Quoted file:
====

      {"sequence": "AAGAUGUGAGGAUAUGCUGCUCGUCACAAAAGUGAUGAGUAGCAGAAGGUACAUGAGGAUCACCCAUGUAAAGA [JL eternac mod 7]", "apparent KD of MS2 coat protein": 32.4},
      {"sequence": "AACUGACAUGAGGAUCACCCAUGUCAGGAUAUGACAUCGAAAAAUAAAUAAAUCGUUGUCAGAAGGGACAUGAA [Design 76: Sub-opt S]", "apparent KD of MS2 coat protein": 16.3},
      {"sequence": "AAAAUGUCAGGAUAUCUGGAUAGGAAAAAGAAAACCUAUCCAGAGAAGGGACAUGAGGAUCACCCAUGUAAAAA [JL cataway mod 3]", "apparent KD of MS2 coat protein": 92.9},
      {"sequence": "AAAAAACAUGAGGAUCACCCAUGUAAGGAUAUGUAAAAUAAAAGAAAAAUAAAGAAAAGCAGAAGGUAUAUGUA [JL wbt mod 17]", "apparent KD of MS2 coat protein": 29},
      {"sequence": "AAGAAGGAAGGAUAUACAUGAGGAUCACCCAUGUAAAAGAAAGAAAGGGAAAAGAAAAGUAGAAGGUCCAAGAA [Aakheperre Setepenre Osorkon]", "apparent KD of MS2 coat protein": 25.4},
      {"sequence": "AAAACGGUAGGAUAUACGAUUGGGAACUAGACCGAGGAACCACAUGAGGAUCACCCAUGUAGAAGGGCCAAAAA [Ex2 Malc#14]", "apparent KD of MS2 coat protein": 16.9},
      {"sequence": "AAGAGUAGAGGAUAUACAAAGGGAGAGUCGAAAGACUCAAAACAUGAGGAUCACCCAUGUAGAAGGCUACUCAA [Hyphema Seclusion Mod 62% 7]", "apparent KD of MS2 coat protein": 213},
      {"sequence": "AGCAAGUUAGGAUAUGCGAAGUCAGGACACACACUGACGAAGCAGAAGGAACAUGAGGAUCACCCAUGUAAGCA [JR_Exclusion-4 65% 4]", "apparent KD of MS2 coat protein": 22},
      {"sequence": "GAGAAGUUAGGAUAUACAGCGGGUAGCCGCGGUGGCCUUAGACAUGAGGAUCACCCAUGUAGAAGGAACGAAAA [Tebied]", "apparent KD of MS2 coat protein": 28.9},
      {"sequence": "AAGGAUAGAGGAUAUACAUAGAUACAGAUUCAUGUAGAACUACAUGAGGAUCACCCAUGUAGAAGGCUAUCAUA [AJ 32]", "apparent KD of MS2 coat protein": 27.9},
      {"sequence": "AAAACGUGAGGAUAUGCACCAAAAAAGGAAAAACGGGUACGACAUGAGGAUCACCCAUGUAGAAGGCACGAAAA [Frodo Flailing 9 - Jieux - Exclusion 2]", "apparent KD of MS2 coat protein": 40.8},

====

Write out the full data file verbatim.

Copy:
      {"sequence": "AAGAUGUGAGGAUAUGCUGCUCGUCACAAAAGUGAUGAGUAGCAGAAGGUACAUGAGGAUCACCCAUGUAAAGA [JL eternac mod 7]", "apparent KD of MS2 coat protein": 32.4},
      {"sequence": "AACUGACAUGAGGAUCACCCAUGUCAGGAUAUGACAUCGAAAAAUAAAUAAAUCGUUGUCAGAAGGGACAUGAA [Design 76: Sub-opt S]", "apparent KD of MS2 coat protein": 16.3},
      {"sequence": "AAAAUGUCAGGAUAUCUGGAUAGGAAAAAGAAAACCUAUCCAGAGAAGGGACAUGAGGAUCACCCAUGUAAAAA [JL cataway mod 3]", "apparent KD of MS2 coat protein": 92.9},
      {"sequence": "AAAAAACAUGAGGAUCACCCAUGUAAGGAUAUGUAAAAUAAAAGAAAAAUAAAGAAAAGCAGAAGGUAUAUGUA [JL wbt mod 17]", "apparent KD of MS2 coat protein": 29},
      {"sequence": "AAGAAGGAAGGAUAUACAUGAGGAUCACCCAUGUAAAAGAAAGAAAGGGAAAAGAAAAGUAGAAGGUCCAAGAA [Aakheperre Setepenre Osorkon]", "apparent KD of MS2 coat protein": 25.4},
      {"sequence": "AAAACGGUAGGAUAUACGAUUGGGAACUAGACCGAGGAACCACAUGAGGAUCACCCAUGUAGAAGGGCCAAAAA [Ex2 Malc#14]", "apparent KD of MS2 coat protein": 16.9},
      {"sequence": "AAGAGUAGAGGAUAUACAAAGGGAGAGUCGAAAGACUCAAAACAUGAGGAUCACCCAUGUAGAAGGCUACUCAA [Hyphema Seclusion Mod 62% 7]", "apparent KD of MS2 coat protein": 213},
      {"sequence": "AGCAAGUUAGGAUAUGCGAAGUCAGGACACACACUGACGAAGCAGAAGGAACAUGAGGAUCACCCAUGUAAGCA [JR_Exclusion-4 65% 4]", "apparent KD of MS2 coat protein": 22},
      {"sequence": "GAGAAGUUAGGAUAUACAGCGGGUAGCCGCGGUGGCCUUAGACAUGAGGAUCACCCAUGUAGAAGGAACGAAAA [Tebied]", "apparent KD of MS2 coat protein": 28.9},
      {"sequence": "AAGGAUAGAGGAUAUACAUAGAUACAGAUUCAUGUAGAACUACAUGAGGAUCACCCAUGUAGAAGGCUAUCAUA [AJ 32]", "apparent KD of MS2 coat protein": 27.9},
      {"sequence": "AAAACGUGAGGAUAUGCACCAAAAAAGGAAAAACGGGUACGACAUGAGGAUCACCCAUGUAGAAGGCACGAAAA [Frodo Flailing 9 - Jieux - Exclusion 2]", "apparent KD of MS2 coat protein": 40.8},